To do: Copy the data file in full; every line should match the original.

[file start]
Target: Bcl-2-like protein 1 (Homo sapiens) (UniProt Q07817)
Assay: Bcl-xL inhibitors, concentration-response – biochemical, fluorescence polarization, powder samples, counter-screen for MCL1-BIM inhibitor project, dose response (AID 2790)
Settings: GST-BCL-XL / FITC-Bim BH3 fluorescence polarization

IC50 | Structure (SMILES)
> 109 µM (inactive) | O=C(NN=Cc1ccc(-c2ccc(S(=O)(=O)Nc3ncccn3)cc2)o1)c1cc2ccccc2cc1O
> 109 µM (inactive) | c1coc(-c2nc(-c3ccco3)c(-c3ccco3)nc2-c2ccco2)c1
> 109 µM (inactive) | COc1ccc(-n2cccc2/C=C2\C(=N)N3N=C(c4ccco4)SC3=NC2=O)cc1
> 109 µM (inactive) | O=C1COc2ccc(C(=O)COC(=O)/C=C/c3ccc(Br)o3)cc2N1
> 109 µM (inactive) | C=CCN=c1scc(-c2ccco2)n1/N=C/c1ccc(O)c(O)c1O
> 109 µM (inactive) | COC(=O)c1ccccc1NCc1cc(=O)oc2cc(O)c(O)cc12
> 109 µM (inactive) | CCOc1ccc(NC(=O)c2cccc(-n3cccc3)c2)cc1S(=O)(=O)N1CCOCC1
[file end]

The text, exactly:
Target: Bcl-2-like protein 1 (Homo sapiens) (UniProt Q07817)
Assay: Bcl-xL inhibitors, concentration-response – biochemical, fluorescence polarization, powder samples, counter-screen for MCL1-BIM inhibitor project, dose response (AID 2790)
Settings: GST-BCL-XL / FITC-Bim BH3 fluorescence polarization

IC50 | Structure (SMILES)
> 109 µM (inactive) | O=C(NN=Cc1ccc(-c2ccc(S(=O)(=O)Nc3ncccn3)cc2)o1)c1cc2ccccc2cc1O
> 109 µM (inactive) | c1coc(-c2nc(-c3ccco3)c(-c3ccco3)nc2-c2ccco2)c1
> 109 µM (inactive) | COc1ccc(-n2cccc2/C=C2\C(=N)N3N=C(c4ccco4)SC3=NC2=O)cc1
> 109 µM (inactive) | O=C1COc2ccc(C(=O)COC(=O)/C=C/c3ccc(Br)o3)cc2N1
> 109 µM (inactive) | C=CCN=c1scc(-c2ccco2)n1/N=C/c1ccc(O)c(O)c1O
> 109 µM (inactive) | COC(=O)c1ccccc1NCc1cc(=O)oc2cc(O)c(O)cc12
> 109 µM (inactive) | CCOc1ccc(NC(=O)c2cccc(-n3cccc3)c2)cc1S(=O)(=O)N1CCOCC1